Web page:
Induction Heating


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Overview of item record
Publication BookChapter
Title Induction Heating
Author Fisk, Martin
Editor Hetnarski, Richard B
Date 2014
English abstract
Induction heating is the process of heating a material through the generation of eddy current. An external applied alternating magnetic field is applied, and heat is generated from the resistance to the eddy current (i.e., Joule heating). Eddy current is the main heat source; however, heat may also be generated in magnetic materials from alternating magnetization and hysteresis. The induced current is commonly called eddy current, although it is also known as Foucault current after its discoverer, Jean Bernard Léon Foucault (1819–1868). We will, in the following text, use the notation eddy current. In general, the eddy current distribution inside the work piece is not uniform. The magnitude of the eddy current attenuates exponentially beneath the surface, which implies that the current density near the surface is greater than at a depth. The surface of a material will therefore be heated faster than the interior. This phenomenon is referred to as the skin effect.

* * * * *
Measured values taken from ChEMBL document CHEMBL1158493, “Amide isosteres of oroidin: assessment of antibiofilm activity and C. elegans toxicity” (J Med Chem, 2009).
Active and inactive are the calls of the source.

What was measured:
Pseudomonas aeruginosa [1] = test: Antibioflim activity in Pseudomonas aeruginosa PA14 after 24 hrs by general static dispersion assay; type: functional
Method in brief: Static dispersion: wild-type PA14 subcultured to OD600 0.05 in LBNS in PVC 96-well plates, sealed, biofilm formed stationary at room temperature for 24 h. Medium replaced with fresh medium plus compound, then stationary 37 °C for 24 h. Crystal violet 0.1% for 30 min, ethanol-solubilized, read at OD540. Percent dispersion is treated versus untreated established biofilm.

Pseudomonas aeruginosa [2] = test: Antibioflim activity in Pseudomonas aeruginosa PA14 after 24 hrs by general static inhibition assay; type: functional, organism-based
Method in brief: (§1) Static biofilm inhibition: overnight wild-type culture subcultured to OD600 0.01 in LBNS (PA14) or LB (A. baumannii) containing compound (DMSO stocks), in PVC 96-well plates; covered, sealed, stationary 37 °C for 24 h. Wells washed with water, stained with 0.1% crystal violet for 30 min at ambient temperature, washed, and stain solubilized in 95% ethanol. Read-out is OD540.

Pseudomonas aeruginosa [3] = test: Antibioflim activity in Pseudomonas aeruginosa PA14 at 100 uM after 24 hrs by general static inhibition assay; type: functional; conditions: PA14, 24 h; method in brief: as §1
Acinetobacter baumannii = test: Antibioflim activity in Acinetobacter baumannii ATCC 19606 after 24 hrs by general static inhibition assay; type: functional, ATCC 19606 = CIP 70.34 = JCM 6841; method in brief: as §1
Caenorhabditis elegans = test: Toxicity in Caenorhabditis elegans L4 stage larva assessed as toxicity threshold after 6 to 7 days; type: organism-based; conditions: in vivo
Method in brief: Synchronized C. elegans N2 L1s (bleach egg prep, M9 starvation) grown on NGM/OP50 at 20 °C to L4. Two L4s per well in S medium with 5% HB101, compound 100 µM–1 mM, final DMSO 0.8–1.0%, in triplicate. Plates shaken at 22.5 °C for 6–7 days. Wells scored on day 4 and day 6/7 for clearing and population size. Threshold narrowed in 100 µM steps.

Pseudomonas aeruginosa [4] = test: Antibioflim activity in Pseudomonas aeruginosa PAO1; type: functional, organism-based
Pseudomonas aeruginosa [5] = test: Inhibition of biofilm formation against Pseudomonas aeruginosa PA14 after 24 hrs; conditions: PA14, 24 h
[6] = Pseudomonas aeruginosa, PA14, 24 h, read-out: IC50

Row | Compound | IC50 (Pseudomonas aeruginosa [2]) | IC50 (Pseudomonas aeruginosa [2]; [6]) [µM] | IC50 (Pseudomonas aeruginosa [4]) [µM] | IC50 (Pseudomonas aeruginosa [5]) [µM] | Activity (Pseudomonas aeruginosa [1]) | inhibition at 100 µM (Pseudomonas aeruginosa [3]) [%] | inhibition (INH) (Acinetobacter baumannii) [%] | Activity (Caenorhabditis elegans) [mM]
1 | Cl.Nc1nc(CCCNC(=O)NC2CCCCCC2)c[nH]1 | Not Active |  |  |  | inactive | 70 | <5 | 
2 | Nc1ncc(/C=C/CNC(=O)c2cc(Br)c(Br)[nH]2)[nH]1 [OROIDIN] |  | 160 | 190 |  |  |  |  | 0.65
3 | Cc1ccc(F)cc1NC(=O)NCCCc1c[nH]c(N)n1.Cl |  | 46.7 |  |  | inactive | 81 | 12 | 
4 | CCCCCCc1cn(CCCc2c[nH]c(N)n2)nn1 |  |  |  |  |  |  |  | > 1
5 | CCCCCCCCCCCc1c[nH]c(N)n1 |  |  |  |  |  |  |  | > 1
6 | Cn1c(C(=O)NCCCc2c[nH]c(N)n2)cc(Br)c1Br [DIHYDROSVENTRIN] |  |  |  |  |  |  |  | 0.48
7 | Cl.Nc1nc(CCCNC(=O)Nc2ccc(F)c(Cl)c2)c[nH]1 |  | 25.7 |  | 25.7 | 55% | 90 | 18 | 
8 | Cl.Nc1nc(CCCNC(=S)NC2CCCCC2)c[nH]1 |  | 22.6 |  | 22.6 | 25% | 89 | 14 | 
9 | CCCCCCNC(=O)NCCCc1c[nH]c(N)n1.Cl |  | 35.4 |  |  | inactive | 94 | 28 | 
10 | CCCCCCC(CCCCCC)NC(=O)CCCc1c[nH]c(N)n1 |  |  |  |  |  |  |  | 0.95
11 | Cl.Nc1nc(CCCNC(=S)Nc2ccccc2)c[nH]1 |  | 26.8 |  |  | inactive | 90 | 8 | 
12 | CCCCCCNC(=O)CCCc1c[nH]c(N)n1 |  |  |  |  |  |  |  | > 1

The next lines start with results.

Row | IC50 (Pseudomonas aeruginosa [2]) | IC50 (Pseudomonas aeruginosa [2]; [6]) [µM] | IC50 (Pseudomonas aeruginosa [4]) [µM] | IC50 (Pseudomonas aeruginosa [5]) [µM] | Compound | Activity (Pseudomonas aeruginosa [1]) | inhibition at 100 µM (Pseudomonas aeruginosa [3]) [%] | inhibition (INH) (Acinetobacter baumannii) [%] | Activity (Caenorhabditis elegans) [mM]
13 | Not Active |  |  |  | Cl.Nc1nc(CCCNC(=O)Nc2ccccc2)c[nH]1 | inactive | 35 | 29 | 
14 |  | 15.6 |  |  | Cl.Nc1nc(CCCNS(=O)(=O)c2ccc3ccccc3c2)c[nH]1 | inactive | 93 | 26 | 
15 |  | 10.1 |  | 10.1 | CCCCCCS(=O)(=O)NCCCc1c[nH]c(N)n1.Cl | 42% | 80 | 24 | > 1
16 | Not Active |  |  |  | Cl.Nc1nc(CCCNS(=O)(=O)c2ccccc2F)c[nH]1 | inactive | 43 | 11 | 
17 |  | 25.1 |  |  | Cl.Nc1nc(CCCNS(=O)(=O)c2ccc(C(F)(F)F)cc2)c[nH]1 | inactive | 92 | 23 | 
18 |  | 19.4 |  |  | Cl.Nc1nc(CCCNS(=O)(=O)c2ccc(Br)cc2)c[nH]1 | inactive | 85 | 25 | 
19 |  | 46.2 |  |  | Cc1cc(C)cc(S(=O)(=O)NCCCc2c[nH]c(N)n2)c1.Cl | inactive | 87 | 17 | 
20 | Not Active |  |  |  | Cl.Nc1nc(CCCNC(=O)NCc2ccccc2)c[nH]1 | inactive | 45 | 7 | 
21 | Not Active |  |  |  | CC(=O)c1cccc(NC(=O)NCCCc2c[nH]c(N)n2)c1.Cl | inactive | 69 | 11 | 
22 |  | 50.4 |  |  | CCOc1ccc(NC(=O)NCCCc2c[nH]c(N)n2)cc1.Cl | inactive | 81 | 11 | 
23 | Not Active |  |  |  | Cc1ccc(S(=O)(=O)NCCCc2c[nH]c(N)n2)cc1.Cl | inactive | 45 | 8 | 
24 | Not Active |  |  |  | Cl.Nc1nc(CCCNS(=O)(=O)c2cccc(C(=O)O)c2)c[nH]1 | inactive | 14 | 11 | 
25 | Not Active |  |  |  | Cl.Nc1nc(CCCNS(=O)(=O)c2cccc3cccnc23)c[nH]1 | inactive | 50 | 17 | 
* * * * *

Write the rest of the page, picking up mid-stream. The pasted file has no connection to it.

DOI (link to publisher's fulltext.)
Publisher Springer
Host/Issue Encyclopedia of Thermal Stresses
ISBN 978-94-007-2738-0
Pages 2419-2426
Language eng (iso)
Subject Humanities/Social Sciences
Research Subject Categories::TECHNOLOGY
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